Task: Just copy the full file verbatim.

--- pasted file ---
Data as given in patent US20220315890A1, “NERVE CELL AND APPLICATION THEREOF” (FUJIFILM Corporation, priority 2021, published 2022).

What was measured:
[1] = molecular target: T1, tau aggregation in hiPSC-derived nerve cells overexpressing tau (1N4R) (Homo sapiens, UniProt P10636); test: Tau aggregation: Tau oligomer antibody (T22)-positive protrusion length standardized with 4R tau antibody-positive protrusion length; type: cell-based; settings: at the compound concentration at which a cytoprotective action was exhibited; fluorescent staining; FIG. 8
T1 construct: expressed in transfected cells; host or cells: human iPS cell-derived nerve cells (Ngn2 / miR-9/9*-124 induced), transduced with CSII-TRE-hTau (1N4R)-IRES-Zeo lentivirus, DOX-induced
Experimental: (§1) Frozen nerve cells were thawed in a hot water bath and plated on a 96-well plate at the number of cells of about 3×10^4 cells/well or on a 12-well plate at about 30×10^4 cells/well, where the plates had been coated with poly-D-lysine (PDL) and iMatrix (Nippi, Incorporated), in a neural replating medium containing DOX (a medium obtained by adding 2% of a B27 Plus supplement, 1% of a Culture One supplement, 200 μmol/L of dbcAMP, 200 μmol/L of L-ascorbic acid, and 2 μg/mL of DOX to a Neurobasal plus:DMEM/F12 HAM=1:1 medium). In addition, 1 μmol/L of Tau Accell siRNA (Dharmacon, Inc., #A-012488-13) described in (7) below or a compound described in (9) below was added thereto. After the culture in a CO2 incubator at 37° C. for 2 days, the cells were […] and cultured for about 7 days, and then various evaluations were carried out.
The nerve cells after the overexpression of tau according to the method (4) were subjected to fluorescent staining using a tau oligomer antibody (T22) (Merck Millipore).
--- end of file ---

Data as given in patent US20220315890A1, “NERVE CELL AND APPLICATION THEREOF” (FUJIFILM Corporation, priority 2021, published 2022).

What was measured:
[1] = molecular target: T1, tau aggregation in hiPSC-derived nerve cells overexpressing tau (1N4R) (Homo sapiens, UniProt P10636); test: Tau aggregation: Tau oligomer antibody (T22)-positive protrusion length standardized with 4R tau antibody-positive protrusion length; type: cell-based; settings: at the compound concentration at which a cytoprotective action was exhibited; fluorescent staining; FIG. 8
T1 construct: expressed in transfected cells; host or cells: human iPS cell-derived nerve cells (Ngn2 / miR-9/9*-124 induced), transduced with CSII-TRE-hTau (1N4R)-IRES-Zeo lentivirus, DOX-induced
Experimental: (§1) Frozen nerve cells were thawed in a hot water bath and plated on a 96-well plate at the number of cells of about 3×10^4 cells/well or on a 12-well plate at about 30×10^4 cells/well, where the plates had been coated with poly-D-lysine (PDL) and iMatrix (Nippi, Incorporated), in a neural replating medium containing DOX (a medium obtained by adding 2% of a B27 Plus supplement, 1% of a Culture One supplement, 200 μmol/L of dbcAMP, 200 μmol/L of L-ascorbic acid, and 2 μg/mL of DOX to a Neurobasal plus:DMEM/F12 HAM=1:1 medium). In addition, 1 μmol/L of Tau Accell siRNA (Dharmacon, Inc., #A-012488-13) described in (7) below or a compound described in (9) below was added thereto. After the culture in a CO2 incubator at 37° C. for 2 days, the cells were […] and cultured for about 7 days, and then various evaluations were carried out.
The nerve cells after the overexpression of tau according to the method (4) were subjected to fluorescent staining using a tau oligomer antibody (T22) (Merck Millipore).